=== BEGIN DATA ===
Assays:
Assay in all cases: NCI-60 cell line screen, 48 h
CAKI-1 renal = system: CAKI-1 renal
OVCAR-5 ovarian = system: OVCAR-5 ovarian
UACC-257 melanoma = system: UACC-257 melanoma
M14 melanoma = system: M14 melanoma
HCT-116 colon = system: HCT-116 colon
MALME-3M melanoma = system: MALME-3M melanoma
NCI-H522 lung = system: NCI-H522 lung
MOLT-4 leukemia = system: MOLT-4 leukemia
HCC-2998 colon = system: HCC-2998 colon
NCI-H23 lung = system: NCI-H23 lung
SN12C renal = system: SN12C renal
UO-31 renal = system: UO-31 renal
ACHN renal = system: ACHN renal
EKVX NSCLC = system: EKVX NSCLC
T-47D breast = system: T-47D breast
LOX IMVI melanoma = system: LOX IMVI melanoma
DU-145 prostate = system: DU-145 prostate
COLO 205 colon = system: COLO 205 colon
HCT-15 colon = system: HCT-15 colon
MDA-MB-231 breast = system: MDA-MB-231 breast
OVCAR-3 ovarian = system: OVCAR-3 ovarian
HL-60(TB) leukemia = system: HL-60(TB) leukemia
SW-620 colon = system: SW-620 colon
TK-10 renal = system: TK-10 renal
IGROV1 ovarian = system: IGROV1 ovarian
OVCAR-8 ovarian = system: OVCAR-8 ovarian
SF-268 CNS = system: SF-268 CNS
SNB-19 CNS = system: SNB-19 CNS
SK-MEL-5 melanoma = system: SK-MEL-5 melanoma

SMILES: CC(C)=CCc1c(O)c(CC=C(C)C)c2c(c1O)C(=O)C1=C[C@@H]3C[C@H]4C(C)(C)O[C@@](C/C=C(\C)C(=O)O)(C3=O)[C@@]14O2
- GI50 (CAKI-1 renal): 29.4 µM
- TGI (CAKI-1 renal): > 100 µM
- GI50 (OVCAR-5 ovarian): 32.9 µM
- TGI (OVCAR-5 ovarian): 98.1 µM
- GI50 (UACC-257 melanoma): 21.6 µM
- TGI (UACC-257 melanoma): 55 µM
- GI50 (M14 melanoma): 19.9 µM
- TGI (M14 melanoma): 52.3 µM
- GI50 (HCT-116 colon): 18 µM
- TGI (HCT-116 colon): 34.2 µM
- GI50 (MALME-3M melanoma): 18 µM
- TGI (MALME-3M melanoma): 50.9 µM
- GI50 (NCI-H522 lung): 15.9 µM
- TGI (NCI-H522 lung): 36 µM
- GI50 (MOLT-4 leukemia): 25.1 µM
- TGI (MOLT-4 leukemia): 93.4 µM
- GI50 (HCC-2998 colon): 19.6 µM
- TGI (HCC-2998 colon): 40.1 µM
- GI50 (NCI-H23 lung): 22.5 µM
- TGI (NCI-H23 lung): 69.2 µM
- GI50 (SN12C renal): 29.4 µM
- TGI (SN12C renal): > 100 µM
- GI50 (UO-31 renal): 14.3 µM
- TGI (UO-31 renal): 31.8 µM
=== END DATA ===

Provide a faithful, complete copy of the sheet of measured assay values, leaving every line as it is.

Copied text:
Assays:
Assay in all cases: NCI-60 cell line screen, 48 h
CAKI-1 renal = system: CAKI-1 renal
OVCAR-5 ovarian = system: OVCAR-5 ovarian
UACC-257 melanoma = system: UACC-257 melanoma
M14 melanoma = system: M14 melanoma
HCT-116 colon = system: HCT-116 colon
MALME-3M melanoma = system: MALME-3M melanoma
NCI-H522 lung = system: NCI-H522 lung
MOLT-4 leukemia = system: MOLT-4 leukemia
HCC-2998 colon = system: HCC-2998 colon
NCI-H23 lung = system: NCI-H23 lung
SN12C renal = system: SN12C renal
UO-31 renal = system: UO-31 renal
ACHN renal = system: ACHN renal
EKVX NSCLC = system: EKVX NSCLC
T-47D breast = system: T-47D breast
LOX IMVI melanoma = system: LOX IMVI melanoma
DU-145 prostate = system: DU-145 prostate
COLO 205 colon = system: COLO 205 colon
HCT-15 colon = system: HCT-15 colon
MDA-MB-231 breast = system: MDA-MB-231 breast
OVCAR-3 ovarian = system: OVCAR-3 ovarian
HL-60(TB) leukemia = system: HL-60(TB) leukemia
SW-620 colon = system: SW-620 colon
TK-10 renal = system: TK-10 renal
IGROV1 ovarian = system: IGROV1 ovarian
OVCAR-8 ovarian = system: OVCAR-8 ovarian
SF-268 CNS = system: SF-268 CNS
SNB-19 CNS = system: SNB-19 CNS
SK-MEL-5 melanoma = system: SK-MEL-5 melanoma

SMILES: CC(C)=CCc1c(O)c(CC=C(C)C)c2c(c1O)C(=O)C1=C[C@@H]3C[C@H]4C(C)(C)O[C@@](C/C=C(\C)C(=O)O)(C3=O)[C@@]14O2
- GI50 (CAKI-1 renal): 29.4 µM
- TGI (CAKI-1 renal): > 100 µM
- GI50 (OVCAR-5 ovarian): 32.9 µM
- TGI (OVCAR-5 ovarian): 98.1 µM
- GI50 (UACC-257 melanoma): 21.6 µM
- TGI (UACC-257 melanoma): 55 µM
- GI50 (M14 melanoma): 19.9 µM
- TGI (M14 melanoma): 52.3 µM
- GI50 (HCT-116 colon): 18 µM
- TGI (HCT-116 colon): 34.2 µM
- GI50 (MALME-3M melanoma): 18 µM
- TGI (MALME-3M melanoma): 50.9 µM
- GI50 (NCI-H522 lung): 15.9 µM
- TGI (NCI-H522 lung): 36 µM
- GI50 (MOLT-4 leukemia): 25.1 µM
- TGI (MOLT-4 leukemia): 93.4 µM
- GI50 (HCC-2998 colon): 19.6 µM
- TGI (HCC-2998 colon): 40.1 µM
- GI50 (NCI-H23 lung): 22.5 µM
- TGI (NCI-H23 lung): 69.2 µM
- GI50 (SN12C renal): 29.4 µM
- TGI (SN12C renal): > 100 µM
- GI50 (UO-31 renal): 14.3 µM
- TGI (UO-31 renal): 31.8 µM